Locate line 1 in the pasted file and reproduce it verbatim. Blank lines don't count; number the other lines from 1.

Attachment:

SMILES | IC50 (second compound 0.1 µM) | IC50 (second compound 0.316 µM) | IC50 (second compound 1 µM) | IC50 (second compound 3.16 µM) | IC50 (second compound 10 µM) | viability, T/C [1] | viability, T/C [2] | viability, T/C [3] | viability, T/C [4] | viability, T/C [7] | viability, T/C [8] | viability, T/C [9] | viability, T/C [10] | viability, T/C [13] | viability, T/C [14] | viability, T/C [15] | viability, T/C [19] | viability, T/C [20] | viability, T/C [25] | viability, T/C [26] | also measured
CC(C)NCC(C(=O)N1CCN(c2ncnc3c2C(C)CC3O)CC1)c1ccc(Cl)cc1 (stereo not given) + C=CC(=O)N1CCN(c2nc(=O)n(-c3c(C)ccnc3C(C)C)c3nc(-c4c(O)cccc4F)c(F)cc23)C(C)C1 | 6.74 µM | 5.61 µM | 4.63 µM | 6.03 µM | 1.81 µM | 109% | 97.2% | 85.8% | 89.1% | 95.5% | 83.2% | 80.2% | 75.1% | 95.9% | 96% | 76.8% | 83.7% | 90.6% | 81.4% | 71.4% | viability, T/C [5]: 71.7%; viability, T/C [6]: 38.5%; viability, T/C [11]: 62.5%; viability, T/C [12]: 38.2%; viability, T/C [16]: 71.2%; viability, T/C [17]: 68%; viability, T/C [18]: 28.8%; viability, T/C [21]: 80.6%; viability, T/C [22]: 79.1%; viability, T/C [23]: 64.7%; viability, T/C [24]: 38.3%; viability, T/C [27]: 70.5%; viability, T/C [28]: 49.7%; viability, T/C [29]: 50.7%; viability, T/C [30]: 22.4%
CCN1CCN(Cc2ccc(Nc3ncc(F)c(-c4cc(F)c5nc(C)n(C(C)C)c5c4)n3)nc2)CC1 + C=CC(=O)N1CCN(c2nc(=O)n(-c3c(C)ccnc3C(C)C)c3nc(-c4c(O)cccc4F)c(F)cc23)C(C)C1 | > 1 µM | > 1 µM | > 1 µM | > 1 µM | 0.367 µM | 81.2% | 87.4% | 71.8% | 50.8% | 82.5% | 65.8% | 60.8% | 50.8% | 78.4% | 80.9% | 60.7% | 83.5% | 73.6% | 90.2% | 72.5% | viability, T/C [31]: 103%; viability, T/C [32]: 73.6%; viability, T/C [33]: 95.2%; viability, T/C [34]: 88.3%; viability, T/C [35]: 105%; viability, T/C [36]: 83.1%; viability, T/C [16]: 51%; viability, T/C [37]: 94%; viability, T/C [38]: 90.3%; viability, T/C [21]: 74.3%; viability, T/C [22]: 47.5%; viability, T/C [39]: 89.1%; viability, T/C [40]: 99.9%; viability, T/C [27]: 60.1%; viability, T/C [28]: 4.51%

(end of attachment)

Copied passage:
SMILES | IC50 (second compound 0.1 µM) | IC50 (second compound 0.316 µM) | IC50 (second compound 1 µM) | IC50 (second compound 3.16 µM) | IC50 (second compound 10 µM) | viability, T/C [1] | viability, T/C [2] | viability, T/C [3] | viability, T/C [4] | viability, T/C [7] | viability, T/C [8] | viability, T/C [9] | viability, T/C [10] | viability, T/C [13] | viability, T/C [14] | viability, T/C [15] | viability, T/C [19] | viability, T/C [20] | viability, T/C [25] | viability, T/C [26] | also measured